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Andrew Scott as Tom Ripley in a scene from Ripley.Courtesy of Netflix/The Associated Press

The prestige-television psychopath has returned in Netflix’s Ripley – and makes for as riveting entertainment as ever.

American novelist Patricia Highsmith’s Tom Ripley is played to perfection by Andrew Scott in this latest of the great grifter’s many onscreen incarnations.

The character’s queerness in both senses – his repressed something-sexuality, and his unnervingly placid personality – is at the centre of Scott’s understated, unsettling depiction. The actor’s sheepishly hungry, toothy smile – one deployed to set hearts a flutter or break them in shows and films from Fleabag to All Of Us Strangers – here twists into a comic, cruel grin.

In his ethereal, frequently silent performance, Scott demonstrates again why he’s become the holy spirit of the current trinity of top-shelf Irish thespians. (Cillian Murphy is the father, I guess, and Paul Mescal the son.)

While Highsmith’s novels about Tom Ripley have made it to the big screen with regularity since they were published starting in 1955 – notably in 1999′s The Talented Mr. Ripley with Matt Damon, Jude Law and Gwyneth Paltrow – the popular intellectual property has somehow eluded a proper small-screen adaption until now.

Indeed, Ripley arrives just as the medium’s obsession with anti-heroes who sit on a spectrum from sociopath to psychopath, from The Sopranos to Dexter, seemed to have finally petered out.

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Tom Ripley, played by Andrew Scott, easily implicates himself in the life of the poor little lost rich boy Dickie.Stefano Cristiano Montesi/The Associated Press

The first season – please let this exquisite eight episodes based on The Talented Mr. Ripley be only the first, Netflix; there are four more books – is written and directed by industry veteran Steven Zaillian. The Oscar-winning screenwriter of Schindler’s List previously gripped television viewers with the HBO thriller The Night Of, but his eclectic excellence also includes Awakenings (1990) and The Irishman (2019).

He hasn’t changed the plot other than moving it forward a few years to the early 1960s.

Struggling along running low-stakes scams in New York, Ripley is summoned one day by a shipping magnate named Herbert Greenleaf, played by playwright/filmmaker Kenneth Lonergan. (This is the first of many enjoyably off-centre casting choices, along with memorable cameos by John Malkovich, a past Ripley himself, and Sting offspring Eliot Sumner). Greenleaf wants to send him overseas to persuade his son, Dickie, to return to the United States.

Arriving on the Amalfi Coast, Ripley easily implicates himself in the life of the poor little lost rich boy Dickie (a melancholy Johnny Flynn), much to the barely disguised disgust of his girlfriend, Marge (a deliciously deadpan Dakota Fanning), and quickly falls for the size of his trust fund.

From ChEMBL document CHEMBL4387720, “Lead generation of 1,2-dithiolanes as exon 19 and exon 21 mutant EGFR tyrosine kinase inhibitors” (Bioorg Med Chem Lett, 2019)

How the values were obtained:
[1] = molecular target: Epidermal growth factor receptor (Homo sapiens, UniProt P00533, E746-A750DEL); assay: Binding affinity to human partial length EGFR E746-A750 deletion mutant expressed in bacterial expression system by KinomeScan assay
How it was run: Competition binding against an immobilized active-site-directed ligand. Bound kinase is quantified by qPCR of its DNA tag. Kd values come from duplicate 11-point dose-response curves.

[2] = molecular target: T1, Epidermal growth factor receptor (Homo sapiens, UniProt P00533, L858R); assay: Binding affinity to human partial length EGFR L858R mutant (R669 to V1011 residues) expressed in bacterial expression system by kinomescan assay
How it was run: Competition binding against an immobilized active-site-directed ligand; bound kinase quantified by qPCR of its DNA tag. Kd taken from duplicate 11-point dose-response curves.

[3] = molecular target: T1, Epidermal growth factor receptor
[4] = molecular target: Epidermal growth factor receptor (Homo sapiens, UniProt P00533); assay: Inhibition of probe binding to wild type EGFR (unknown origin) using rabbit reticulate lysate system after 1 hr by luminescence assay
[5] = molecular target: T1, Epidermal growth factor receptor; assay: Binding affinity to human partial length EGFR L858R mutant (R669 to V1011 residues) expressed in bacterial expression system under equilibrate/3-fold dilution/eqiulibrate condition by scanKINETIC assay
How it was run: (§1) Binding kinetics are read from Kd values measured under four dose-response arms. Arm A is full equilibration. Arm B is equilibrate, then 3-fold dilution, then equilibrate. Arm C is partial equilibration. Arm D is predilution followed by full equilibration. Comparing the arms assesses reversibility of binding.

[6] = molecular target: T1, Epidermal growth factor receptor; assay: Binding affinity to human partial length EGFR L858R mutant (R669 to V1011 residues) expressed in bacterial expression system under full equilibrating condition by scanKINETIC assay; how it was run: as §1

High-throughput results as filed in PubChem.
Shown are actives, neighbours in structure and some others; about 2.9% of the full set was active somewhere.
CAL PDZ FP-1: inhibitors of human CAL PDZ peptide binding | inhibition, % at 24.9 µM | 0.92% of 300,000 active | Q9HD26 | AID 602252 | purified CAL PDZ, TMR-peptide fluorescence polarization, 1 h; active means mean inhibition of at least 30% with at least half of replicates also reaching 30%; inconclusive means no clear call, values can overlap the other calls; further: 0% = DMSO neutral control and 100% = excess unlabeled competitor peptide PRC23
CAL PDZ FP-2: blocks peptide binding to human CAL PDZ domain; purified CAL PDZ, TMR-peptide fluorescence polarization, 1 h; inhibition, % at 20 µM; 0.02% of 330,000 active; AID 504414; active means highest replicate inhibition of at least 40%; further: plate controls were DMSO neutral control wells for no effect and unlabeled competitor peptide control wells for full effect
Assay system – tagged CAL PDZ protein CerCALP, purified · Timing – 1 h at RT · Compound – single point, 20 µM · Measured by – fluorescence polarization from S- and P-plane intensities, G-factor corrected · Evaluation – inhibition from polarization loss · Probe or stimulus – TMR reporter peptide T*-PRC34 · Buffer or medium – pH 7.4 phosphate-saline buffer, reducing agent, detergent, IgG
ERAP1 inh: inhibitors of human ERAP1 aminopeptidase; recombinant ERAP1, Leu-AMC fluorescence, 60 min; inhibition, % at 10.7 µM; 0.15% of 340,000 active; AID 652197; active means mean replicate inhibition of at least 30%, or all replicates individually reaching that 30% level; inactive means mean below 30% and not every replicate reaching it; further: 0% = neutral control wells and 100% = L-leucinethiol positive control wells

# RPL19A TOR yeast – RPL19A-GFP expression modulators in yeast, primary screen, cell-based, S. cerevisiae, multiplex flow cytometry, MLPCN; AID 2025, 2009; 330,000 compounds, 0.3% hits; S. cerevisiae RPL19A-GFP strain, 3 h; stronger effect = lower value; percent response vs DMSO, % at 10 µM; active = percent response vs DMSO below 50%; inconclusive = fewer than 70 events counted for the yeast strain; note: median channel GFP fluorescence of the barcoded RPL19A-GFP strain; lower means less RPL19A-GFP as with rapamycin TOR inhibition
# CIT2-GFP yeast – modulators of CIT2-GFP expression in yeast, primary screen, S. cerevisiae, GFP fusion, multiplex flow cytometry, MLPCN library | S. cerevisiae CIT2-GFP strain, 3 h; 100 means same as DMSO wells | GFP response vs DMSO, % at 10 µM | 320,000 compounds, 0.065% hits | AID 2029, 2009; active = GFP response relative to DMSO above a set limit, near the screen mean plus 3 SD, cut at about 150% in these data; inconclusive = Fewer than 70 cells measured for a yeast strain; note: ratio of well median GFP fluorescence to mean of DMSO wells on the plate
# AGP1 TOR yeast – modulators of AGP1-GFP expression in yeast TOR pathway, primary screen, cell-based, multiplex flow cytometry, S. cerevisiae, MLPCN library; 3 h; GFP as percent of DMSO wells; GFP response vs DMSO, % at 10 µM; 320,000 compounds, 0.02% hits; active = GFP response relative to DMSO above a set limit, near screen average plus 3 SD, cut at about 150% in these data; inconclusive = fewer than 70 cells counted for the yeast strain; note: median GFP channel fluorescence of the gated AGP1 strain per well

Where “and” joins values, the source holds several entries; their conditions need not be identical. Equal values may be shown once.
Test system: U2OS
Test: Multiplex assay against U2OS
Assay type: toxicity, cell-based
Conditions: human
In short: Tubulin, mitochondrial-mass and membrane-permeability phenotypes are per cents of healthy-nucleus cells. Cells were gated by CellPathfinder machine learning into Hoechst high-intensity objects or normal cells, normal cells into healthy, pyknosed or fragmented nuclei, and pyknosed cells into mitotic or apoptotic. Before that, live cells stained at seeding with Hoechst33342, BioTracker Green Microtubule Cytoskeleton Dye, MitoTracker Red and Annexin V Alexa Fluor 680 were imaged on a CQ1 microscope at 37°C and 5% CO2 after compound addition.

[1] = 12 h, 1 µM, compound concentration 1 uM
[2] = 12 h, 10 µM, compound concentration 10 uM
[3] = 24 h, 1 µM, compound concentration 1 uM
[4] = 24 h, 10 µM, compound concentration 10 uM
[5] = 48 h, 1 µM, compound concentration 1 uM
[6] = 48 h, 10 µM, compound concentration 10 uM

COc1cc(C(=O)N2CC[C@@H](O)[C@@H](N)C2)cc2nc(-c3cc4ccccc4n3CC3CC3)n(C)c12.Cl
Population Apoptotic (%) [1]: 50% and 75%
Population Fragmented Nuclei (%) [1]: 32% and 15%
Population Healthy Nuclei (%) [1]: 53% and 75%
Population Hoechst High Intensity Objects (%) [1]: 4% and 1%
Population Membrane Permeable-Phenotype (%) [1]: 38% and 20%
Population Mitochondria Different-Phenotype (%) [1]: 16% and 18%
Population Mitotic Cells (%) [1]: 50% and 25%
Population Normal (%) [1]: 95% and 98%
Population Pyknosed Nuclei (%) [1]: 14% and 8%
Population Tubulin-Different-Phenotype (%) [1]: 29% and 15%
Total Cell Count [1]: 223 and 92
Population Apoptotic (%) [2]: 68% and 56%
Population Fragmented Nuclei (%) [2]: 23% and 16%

While Ripley is very much an adaptation for the streaming era – though I recommend resisting the urge to binge and savouring it instead – there’s a nostalgia for an older era of thrillers in Zaillian’s approach. He shoots in black and white, has a Hitchcockian obsession with stairs and staircases and moves things forward at a slow, stately pace that allows the viewer to pay close attention to the particularities of a bygone age.

The devil is, after all, not in Ripley’s impulsive violence, but the details before and after: the unscrewing of a fountain pen ahead of the forging of a signature, the steaming open of an envelope, the distinct positioning of letters on an individual’s private typewriter.

Ripley’s visits to American Express offices to pick up packages or encounters with hotel desk clerk after hotel desk clerk are made truly fascinating in a way that is true to Highsmith’s writing.

In almost every other shot, Zaillian focuses for a moment on a piece of Italian art, and it’s a theme of this series that Tom Ripley is as much an aspiring artist learning his craft and making mistakes along the way as the expat wannabe painter Dickie.

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Dakota Fanning, who plays Marge, along with Johnny Flynn, who portrays Dickie, and Andrew Scott, who plays the titular character in a scene from Ripley.Courtesy of Netflix/The Associated Press

Dickie thinks he’s imparting a lesson in art history when he takes Ripley on a tour of the Caravaggios in nearby towns, but it’s the story he tells of how that Italian renaissance painter killed a man and then fled to Venice that most interests – and perhaps inspires.

Ripley later shows a particular affinity for a Caravaggio canvas of David with the head of Goliath, in which the painter put his face on both David and the severed head of the giant. The bond, the unspoken attraction, between killer and victim is the mystery at the heart of the show.

When the inevitable murders do come, Zaillian finds a way to show them that are nauseating in the banality of their execution – and then follows them with set pieces for the cover-ups that are darkly comic and creative as anything out of the Coen brothers.

On top of all the superb, simmering storytelling, Ripley also has the Italian settings and actors to admire, with Maurizio Lombardi’s laconic inspector a standout. Expect and Expedia to both go down over the weekend as viewers suddenly develop the irresistible urge to make holiday plans.

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